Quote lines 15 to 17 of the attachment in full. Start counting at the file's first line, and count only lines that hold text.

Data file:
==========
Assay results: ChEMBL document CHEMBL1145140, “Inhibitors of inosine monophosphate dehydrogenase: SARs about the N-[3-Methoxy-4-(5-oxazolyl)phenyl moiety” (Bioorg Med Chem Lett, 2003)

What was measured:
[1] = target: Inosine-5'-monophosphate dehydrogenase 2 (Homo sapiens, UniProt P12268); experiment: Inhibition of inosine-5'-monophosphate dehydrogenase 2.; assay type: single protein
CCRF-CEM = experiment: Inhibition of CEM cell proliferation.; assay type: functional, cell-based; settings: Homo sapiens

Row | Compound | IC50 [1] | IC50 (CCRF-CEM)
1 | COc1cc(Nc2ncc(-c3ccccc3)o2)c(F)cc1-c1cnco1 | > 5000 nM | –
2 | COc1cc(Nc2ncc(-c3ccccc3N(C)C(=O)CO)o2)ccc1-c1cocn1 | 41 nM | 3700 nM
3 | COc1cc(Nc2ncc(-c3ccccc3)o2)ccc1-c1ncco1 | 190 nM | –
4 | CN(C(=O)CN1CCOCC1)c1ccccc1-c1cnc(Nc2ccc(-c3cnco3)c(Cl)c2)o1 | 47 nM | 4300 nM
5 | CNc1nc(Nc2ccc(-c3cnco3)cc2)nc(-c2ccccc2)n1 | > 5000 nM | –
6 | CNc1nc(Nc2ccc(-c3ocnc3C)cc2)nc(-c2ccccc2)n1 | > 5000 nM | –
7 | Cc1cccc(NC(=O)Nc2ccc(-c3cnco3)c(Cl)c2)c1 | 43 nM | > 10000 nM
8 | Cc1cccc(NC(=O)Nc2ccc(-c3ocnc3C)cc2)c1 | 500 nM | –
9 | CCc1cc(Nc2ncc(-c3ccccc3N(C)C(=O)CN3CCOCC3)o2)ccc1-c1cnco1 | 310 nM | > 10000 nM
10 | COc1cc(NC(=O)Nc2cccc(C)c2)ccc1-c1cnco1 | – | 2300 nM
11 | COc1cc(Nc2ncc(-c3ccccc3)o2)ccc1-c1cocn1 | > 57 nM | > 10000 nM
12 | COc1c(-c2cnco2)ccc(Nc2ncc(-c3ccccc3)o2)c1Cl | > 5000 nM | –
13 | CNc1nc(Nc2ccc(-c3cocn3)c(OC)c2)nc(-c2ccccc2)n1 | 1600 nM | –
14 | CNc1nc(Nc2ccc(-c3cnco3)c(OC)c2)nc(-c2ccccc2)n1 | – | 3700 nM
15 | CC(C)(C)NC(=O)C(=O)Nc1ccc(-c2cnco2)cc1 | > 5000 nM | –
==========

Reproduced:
10 | COc1cc(NC(=O)Nc2cccc(C)c2)ccc1-c1cnco1 | – | 2300 nM
11 | COc1cc(Nc2ncc(-c3ccccc3)o2)ccc1-c1cocn1 | > 57 nM | > 10000 nM
12 | COc1c(-c2cnco2)ccc(Nc2ncc(-c3ccccc3)o2)c1Cl | > 5000 nM | –